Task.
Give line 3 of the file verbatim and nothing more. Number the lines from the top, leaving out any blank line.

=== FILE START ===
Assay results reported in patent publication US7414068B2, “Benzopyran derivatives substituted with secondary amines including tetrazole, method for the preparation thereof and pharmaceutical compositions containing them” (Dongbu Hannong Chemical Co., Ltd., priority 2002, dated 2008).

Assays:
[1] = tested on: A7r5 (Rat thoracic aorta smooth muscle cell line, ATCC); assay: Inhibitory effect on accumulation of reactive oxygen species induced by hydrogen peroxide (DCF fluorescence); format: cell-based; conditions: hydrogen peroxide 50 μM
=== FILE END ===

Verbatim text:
[1] = tested on: A7r5 (Rat thoracic aorta smooth muscle cell line, ATCC); assay: Inhibitory effect on accumulation of reactive oxygen species induced by hydrogen peroxide (DCF fluorescence); format: cell-based; conditions: hydrogen peroxide 50 μM